The word “bistro” is so often used and abused by food writers and marketing hacks that it’s sometimes confusing as to what the term actually means. Expensive but cozy? Hostile service but good, rare wine? Cheap, unsturdy tables and a menu written on an outside chalkboard? Something with a fireplace?
A “bistro” is literally a small, informal restaurant that serves wine. Suffice it to say that Dynasty China Bistro, located in the Shops at the Village on California Ave., is an authentic Chinese bistro.
The place is small in a self-conscious but blushingly cute way, perfect for a first date or an intimate family meal. The cozy banquettes and dim lights create a comfortable setting, and the attentive service warmly welcomes guests inside. Water, hot tea and menus arrive almost instantaneously with smiles.
The food at Dynasty China Bistro appeals to the American palate. It’s a balance of salty, sour and sweet with a variety of texture, from soft-steamed pork dumplings to crisp, stuffed eggplant in Szechuan sauce.
All the Chinese take-out favorites are here: sweet and sour chicken, kung pao shrimp, mu shu pork and General Tso’s chicken are on the menu.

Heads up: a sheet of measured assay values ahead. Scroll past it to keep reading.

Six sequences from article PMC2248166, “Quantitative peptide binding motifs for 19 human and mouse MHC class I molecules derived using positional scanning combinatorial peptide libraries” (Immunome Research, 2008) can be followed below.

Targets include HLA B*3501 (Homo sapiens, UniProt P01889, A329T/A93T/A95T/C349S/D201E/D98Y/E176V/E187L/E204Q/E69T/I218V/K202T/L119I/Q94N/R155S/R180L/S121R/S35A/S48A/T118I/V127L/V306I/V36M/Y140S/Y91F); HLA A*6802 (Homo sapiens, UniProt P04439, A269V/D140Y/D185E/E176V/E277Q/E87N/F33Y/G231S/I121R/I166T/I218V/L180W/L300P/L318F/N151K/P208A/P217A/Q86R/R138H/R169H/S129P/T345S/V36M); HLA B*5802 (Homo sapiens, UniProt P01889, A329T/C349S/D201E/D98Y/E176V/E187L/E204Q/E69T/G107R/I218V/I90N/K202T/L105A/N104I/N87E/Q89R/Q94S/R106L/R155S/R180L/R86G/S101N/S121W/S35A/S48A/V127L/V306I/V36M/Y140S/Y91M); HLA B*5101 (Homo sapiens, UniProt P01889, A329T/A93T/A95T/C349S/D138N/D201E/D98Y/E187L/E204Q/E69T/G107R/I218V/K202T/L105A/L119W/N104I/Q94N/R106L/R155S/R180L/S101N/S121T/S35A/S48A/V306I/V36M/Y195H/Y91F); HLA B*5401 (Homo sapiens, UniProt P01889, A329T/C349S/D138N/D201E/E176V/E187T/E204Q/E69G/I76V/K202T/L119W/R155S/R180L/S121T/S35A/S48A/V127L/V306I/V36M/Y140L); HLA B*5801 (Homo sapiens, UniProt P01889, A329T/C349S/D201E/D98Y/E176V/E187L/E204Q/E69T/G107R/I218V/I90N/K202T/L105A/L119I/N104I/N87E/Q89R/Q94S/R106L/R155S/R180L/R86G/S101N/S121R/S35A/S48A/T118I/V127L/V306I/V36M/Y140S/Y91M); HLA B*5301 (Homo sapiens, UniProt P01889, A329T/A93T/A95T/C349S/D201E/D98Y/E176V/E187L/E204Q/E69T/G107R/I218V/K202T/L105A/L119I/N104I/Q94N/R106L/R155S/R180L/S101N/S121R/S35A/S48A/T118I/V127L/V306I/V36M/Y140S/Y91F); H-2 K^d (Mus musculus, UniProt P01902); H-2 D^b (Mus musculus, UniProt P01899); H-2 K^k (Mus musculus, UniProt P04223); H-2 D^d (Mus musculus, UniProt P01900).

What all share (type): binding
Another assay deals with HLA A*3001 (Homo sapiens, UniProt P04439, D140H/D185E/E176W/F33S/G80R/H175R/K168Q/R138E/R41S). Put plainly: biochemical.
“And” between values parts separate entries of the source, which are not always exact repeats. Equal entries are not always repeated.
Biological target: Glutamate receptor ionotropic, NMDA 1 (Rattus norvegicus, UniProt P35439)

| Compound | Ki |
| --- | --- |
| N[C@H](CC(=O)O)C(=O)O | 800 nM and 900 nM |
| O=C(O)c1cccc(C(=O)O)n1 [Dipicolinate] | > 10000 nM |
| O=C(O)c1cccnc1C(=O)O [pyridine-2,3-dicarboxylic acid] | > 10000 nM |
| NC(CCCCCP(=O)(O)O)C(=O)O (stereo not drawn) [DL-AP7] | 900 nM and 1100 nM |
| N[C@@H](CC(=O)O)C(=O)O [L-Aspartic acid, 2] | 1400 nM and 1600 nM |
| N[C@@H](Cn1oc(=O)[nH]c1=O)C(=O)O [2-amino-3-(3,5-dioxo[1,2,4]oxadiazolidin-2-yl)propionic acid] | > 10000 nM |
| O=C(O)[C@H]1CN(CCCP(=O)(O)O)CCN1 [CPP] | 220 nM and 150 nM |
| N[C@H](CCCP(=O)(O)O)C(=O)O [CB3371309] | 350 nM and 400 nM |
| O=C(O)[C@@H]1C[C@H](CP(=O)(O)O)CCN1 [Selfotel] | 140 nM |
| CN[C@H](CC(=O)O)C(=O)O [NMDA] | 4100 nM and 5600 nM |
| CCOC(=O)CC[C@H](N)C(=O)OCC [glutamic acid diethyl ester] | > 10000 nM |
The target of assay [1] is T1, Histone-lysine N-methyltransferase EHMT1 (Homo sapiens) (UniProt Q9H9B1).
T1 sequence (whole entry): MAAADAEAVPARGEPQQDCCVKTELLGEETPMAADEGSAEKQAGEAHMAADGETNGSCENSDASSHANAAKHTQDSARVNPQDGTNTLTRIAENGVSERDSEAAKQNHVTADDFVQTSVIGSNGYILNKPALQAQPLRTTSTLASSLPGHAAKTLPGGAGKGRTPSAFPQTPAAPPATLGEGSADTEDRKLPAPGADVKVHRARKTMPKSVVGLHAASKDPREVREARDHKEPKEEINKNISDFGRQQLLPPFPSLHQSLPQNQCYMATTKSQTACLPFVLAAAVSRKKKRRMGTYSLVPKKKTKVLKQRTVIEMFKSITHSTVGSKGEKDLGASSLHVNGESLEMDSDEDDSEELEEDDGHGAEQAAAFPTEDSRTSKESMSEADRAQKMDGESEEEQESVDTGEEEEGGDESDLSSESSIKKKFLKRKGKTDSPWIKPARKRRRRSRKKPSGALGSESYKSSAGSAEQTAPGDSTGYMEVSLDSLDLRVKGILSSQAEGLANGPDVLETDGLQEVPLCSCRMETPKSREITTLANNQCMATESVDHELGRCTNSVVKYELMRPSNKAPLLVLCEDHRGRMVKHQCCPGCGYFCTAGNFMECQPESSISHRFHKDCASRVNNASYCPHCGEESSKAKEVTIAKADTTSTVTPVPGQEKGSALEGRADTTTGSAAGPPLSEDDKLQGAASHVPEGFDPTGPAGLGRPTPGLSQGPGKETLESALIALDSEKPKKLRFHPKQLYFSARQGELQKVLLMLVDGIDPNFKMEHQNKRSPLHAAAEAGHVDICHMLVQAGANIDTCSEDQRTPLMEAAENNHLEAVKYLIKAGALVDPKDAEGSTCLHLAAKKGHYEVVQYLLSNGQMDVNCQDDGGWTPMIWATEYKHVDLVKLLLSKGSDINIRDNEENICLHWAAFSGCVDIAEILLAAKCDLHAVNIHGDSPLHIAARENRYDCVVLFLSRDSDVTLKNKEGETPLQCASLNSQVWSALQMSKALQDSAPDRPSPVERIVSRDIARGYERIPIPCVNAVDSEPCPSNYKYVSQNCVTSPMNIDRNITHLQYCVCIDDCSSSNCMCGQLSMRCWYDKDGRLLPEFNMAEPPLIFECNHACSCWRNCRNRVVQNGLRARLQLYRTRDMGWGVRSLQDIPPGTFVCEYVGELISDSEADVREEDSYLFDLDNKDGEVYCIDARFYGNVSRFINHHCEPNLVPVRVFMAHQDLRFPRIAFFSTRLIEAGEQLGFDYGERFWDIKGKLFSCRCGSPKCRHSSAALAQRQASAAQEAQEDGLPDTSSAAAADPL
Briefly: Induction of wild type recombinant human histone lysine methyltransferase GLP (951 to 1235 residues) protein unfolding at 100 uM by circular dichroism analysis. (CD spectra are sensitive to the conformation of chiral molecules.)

My girlfriend, Chérie, and I hadn’t eaten anything all day, so we ordered a lot of food.
First, we went with the $7.95 steamed-pork dumplings. This was almost enough for a meal by itself.
Eighteen dumplings, each the size of golf balls, are accompanied by a sweet, soy-vinegar dipping sauce. The dumplings were fresh, and the light sauce was a perfect match for the salty pork filling. They could be the best dumplings I’ve ever eaten in Reno.
Next, we went with the luncheon combination for $7.75, both of us substituting chicken chow mein for the fried rice. The switch cost a bit extra but was worth it.
Chérie ordered her combo with walnut shrimp. Mine came with stuffed eggplant in Szechuan sauce. The combinations came with a choice of soup—egg drop or hot and sour. We both had the hot and sour soup and a fried egg-roll.
The soup was a bit wimpy and could’ve been a spiced-up a notch.
The sweet walnut shrimp were tender and rich. Glazed walnuts not only give the shellfish an attractive presentation but also a pleasant crunch to every bite.
My eggplant, stuffed with ground pork, was crisp and draped with a sweeter Szechuan sauce than with which I was familiar. It hinted of an oyster sauce.
The egg rolls were a fresh bonus. Made from scratch, they added a little Cantonese dim-sum style to the meal.
I’ve heard good things about Dynasty’s mu shu pork and will have to come back again for that. But for the first trip, we left feeling pretty good—without that hard-swallowed feel, as though we had been sitting around eating take-out.